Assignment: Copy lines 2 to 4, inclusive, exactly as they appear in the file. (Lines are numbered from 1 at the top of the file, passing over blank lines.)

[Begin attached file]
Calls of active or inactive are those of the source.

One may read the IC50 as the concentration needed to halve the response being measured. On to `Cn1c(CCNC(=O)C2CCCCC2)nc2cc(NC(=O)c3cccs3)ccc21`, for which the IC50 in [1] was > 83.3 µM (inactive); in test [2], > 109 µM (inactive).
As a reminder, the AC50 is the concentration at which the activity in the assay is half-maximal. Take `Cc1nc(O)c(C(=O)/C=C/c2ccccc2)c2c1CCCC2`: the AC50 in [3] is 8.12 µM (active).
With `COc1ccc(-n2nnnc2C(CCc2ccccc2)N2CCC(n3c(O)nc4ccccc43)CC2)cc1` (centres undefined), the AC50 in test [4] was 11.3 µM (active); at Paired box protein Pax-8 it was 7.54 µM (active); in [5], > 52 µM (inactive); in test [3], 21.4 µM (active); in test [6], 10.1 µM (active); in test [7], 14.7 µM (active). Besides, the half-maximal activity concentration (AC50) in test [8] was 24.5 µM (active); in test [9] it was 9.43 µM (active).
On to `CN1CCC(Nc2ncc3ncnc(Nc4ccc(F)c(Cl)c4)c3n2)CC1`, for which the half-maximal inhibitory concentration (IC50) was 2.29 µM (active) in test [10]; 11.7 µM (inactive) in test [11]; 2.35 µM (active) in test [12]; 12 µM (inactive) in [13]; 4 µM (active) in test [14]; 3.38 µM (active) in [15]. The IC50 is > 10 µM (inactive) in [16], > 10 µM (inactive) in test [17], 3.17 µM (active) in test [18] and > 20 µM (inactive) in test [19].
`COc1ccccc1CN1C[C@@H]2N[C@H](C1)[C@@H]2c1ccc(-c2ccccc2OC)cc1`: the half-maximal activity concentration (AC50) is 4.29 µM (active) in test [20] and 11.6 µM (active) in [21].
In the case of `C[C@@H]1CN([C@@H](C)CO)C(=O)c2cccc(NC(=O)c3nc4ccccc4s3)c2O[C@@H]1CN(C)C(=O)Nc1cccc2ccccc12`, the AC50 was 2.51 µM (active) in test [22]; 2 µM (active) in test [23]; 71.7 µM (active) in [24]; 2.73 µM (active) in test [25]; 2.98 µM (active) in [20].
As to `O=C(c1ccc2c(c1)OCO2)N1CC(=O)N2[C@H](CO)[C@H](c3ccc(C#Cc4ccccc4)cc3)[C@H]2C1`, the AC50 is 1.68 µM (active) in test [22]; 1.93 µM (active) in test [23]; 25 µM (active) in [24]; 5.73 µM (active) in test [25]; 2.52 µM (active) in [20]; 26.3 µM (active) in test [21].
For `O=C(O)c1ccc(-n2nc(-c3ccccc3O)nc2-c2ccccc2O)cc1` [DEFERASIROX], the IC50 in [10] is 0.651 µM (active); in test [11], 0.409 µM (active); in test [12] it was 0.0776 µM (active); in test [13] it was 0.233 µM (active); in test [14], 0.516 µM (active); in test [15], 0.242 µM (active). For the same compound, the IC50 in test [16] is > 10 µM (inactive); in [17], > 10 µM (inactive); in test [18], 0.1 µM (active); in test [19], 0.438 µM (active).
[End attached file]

One may read the IC50 as the concentration needed to halve the response being measured. On to `Cn1c(CCNC(=O)C2CCCCC2)nc2cc(NC(=O)c3cccs3)ccc21`, for which the IC50 in [1] was > 83.3 µM (inactive); in test [2], > 109 µM (inactive).
As a reminder, the AC50 is the concentration at which the activity in the assay is half-maximal. Take `Cc1nc(O)c(C(=O)/C=C/c2ccccc2)c2c1CCCC2`: the AC50 in [3] is 8.12 µM (active).
With `COc1ccc(-n2nnnc2C(CCc2ccccc2)N2CCC(n3c(O)nc4ccccc43)CC2)cc1` (centres undefined), the AC50 in test [4] was 11.3 µM (active); at Paired box protein Pax-8 it was 7.54 µM (active); in [5], > 52 µM (inactive); in test [3], 21.4 µM (active); in test [6], 10.1 µM (active); in test [7], 14.7 µM (active). Besides, the half-maximal activity concentration (AC50) in test [8] was 24.5 µM (active); in test [9] it was 9.43 µM (active).